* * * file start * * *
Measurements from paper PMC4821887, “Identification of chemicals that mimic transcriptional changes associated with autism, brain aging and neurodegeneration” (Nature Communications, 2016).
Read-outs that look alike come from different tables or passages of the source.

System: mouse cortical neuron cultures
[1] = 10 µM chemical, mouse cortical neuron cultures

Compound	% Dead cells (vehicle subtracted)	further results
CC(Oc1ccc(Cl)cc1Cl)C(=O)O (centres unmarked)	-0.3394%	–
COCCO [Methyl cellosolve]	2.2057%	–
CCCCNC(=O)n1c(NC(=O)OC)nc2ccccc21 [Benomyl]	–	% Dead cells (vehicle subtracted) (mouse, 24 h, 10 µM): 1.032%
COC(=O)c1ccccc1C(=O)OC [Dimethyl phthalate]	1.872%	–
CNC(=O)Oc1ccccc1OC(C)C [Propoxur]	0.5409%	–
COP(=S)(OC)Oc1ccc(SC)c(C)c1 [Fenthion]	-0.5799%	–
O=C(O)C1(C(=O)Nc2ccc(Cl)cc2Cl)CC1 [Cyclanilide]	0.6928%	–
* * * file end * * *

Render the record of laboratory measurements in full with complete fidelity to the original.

Measurements from paper PMC4821887, “Identification of chemicals that mimic transcriptional changes associated with autism, brain aging and neurodegeneration” (Nature Communications, 2016).
Read-outs that look alike come from different tables or passages of the source.

System: mouse cortical neuron cultures
[1] = 10 µM chemical, mouse cortical neuron cultures

Compound	% Dead cells (vehicle subtracted)	further results
CC(Oc1ccc(Cl)cc1Cl)C(=O)O (centres unmarked)	-0.3394%	–
COCCO [Methyl cellosolve]	2.2057%	–
CCCCNC(=O)n1c(NC(=O)OC)nc2ccccc21 [Benomyl]	–	% Dead cells (vehicle subtracted) (mouse, 24 h, 10 µM): 1.032%
COC(=O)c1ccccc1C(=O)OC [Dimethyl phthalate]	1.872%	–
CNC(=O)Oc1ccccc1OC(C)C [Propoxur]	0.5409%	–
COP(=S)(OC)Oc1ccc(SC)c(C)c1 [Fenthion]	-0.5799%	–
O=C(O)C1(C(=O)Nc2ccc(Cl)cc2Cl)CC1 [Cyclanilide]	0.6928%	–